A Digitization Case Study for Oak Spring Garden Foundation: A Specialized Approach for a Special Collection. OSGF is committed to serving the public interest by facilitating scholarship and public dialogue on horticulture and the history and future of plants through the gifts of Rachel “Bunny” Lambert Mellon’s estate and gardens.
The Oak Spring Garden Library holds over 19,000 unique objects, including rare books, manuscripts, and paintings. Most of which relate to horticulture, landscape design, botany, architecture, and the decorative arts. Rare and specialized collections like these provide essential historical and cultural context for scholars within a broad range of disciplines. OSGF is currently undergoing a massive project to digitize large categories of its collection. How Indigenous ‘traditional ecological knowledge’ teaches us to live in reciprocity with the land. Land has been a central issue between Natives and non-Natives since the earliest days when European explorers first were greeted by the indigenous peoples of North America. Since then American settlers have robbed and exploited tribal lands, cared for and held sacred for generations by hundreds of American Indian tribes.
As local communities continue to acknowledge that history and what lessons can be learned from Indigenous people in terms of agriculture or conservation? Mainstreaming biodiversity conservation and climate resilience at Yayu Biosphere Reserve (Ethiopia) Yayu Reserve covers 167,000 hectares and is home to around 450 higher plants, 50 mammal, 200 bird, and 20 amphibian species. It is also an important storehouse of wild crop genetic resources, most notably for Arabica coffee (Coffea arabica). Coffee farming occurs within the forests of the buffer zone and transition areas of the reserve, and generates up to 70% of the cash income for over 90% of the local population. However, most farmers in the area are struggling to make sufficient income from coffee, which can cause a conversion away from forest-based coffee production to non-forest crops.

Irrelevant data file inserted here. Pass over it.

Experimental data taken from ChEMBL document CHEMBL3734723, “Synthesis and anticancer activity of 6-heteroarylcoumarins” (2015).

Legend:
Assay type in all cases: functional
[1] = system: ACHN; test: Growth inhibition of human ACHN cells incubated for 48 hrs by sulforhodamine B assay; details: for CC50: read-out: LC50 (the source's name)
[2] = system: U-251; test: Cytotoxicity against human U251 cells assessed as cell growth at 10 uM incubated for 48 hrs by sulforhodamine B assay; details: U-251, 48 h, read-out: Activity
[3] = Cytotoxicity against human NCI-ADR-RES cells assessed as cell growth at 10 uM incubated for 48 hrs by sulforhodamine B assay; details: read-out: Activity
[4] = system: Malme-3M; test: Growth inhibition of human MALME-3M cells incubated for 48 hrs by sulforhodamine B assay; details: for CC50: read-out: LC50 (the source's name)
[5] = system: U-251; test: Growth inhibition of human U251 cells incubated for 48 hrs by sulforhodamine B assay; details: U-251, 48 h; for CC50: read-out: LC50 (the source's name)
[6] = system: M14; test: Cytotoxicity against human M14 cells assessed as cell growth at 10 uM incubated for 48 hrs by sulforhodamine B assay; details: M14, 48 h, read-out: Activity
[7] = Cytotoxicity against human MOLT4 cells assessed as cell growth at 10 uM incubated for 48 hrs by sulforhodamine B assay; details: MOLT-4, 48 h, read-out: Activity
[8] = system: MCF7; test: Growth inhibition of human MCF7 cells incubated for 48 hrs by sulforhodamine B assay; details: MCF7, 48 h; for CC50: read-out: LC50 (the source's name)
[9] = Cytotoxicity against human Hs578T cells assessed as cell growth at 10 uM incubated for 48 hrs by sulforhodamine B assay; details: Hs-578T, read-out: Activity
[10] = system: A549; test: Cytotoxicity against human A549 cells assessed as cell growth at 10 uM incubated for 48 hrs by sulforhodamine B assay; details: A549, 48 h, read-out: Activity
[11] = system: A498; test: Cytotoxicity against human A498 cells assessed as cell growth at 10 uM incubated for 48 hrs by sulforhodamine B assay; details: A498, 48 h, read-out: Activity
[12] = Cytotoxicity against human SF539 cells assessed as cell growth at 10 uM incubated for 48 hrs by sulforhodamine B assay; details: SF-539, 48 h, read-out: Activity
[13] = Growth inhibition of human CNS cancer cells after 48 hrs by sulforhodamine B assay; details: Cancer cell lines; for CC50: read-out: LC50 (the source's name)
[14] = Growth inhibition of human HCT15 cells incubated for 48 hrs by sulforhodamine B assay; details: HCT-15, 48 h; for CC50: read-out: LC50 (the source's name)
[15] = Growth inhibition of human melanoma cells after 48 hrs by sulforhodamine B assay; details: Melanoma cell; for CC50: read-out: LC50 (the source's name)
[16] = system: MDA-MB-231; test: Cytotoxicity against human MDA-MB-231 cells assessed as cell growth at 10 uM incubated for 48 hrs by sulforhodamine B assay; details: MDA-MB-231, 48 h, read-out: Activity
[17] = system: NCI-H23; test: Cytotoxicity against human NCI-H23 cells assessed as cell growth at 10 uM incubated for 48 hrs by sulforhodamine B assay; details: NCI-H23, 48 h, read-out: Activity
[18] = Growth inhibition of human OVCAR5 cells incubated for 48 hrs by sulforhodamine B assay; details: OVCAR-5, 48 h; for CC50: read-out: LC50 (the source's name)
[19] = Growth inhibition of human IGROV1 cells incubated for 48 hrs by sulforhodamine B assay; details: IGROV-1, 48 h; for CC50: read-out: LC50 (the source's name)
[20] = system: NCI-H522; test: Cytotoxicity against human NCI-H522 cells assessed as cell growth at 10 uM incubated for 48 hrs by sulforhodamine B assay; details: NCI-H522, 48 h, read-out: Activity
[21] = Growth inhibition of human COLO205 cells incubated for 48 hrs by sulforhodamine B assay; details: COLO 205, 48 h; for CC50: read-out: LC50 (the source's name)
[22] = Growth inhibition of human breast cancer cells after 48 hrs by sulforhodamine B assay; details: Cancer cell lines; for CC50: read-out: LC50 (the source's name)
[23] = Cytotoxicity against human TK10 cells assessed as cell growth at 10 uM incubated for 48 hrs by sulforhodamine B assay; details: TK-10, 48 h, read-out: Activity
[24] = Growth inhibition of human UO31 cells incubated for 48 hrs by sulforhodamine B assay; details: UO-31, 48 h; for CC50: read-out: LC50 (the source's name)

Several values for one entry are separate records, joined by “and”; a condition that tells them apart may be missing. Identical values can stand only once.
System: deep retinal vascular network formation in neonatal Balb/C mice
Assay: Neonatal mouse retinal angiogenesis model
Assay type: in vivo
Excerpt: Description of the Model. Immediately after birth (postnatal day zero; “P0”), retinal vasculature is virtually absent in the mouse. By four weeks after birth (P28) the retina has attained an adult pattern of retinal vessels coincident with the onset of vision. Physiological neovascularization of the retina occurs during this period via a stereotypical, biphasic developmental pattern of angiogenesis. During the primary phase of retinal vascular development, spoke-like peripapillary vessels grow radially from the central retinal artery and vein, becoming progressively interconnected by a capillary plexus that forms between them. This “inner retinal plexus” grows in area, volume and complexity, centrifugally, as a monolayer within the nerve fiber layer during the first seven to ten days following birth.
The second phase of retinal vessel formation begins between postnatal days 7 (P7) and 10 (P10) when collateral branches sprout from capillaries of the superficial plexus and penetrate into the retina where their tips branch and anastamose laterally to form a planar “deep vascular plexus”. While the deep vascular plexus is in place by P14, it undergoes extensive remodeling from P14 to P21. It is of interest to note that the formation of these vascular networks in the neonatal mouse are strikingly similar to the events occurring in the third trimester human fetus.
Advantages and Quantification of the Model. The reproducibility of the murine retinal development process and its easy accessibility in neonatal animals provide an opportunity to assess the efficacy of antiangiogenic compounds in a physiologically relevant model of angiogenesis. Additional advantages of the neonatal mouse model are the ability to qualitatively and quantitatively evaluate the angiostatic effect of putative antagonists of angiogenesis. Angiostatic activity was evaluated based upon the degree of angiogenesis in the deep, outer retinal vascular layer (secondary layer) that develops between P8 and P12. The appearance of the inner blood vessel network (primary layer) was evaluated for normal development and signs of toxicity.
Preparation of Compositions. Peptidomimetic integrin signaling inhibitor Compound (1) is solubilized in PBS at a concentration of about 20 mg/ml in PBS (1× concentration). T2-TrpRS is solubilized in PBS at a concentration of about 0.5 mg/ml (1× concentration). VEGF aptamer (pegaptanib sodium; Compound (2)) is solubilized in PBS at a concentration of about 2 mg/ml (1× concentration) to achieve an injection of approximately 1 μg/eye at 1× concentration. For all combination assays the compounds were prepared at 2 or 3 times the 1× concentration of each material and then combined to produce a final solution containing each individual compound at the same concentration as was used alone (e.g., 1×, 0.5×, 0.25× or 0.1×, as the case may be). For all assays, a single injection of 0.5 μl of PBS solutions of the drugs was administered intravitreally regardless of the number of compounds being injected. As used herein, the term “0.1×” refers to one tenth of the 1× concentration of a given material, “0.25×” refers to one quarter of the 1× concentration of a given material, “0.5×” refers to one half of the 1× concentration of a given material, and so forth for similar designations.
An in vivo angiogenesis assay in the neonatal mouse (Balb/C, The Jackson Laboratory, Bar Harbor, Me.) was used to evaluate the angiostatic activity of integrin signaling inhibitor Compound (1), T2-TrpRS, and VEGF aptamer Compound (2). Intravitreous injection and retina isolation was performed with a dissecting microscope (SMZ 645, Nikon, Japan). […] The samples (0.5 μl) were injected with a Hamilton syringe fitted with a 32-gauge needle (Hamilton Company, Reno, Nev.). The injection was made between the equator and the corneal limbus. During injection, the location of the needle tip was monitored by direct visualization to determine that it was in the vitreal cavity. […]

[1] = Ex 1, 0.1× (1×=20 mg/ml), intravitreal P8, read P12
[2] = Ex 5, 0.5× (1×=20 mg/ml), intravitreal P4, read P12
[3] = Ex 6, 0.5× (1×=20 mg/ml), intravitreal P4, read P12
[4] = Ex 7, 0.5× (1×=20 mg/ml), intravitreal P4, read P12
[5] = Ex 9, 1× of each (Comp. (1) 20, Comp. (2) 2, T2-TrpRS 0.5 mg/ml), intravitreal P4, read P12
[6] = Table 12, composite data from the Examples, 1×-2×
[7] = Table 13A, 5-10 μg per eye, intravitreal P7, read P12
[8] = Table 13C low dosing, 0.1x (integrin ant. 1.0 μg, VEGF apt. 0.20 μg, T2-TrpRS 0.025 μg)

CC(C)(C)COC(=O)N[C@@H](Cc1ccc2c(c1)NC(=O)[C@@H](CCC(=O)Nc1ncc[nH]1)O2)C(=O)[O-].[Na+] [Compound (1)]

This leads to forest loss, a reduction in biodiversity and ecosystem services, and a narrowing of income diversity. The most important factors restricting coffee income at Yayu are coffee quality and access to the export market. Natural History Spiritualized: Civilizing Islanders, Cultivating Breadfruit, and Collecting Souls. The evolution of ethnobotany. Jonathan Ferrier: (Ojibwe introduction) Aanii, boozhoo, Jonathan Ferrier nindizhinikaaz Anishinaabeinini . I’m a professor of biology at Dalhousie University.
(Fade in music) Jonathan Ferrier: I take the tradition of studying the world around me from my father, and enjoy passing those traditions on to my daughter and sharing them with my First Nation — the Mississaugas of the Credit. Lauren Leffer: Jonathan Ferrier is Indigenous, of the Anishinaabe people. He’s also an ethnobotanist. Lauren Leffer: In her work to identify plants to study and analyze, Cassandra relies on local community collaborators, who share their knowledge of useful plants. Col Gordon, Lessons from Seed - The Learned Pig. “Open world begins with place, not with simple piety of place, but with knowledge (informed, sentient, intelligent) of place.
Thoroughly known, every place is open. From the smallest rivulet, via a network of rivers, one arrives at the ocean. A little geology allows one to know that not all the stones on the local beach are necessarily of local origin, that glaciers may have brought them in from elsewhere. Likewise, from a layer of local rock one can move across nation and continents. Plant of the Month: Cinnamon. Today, most medicines are produced by big pharmaceutical companies. Black Bears, Black Liberation - Patagonia.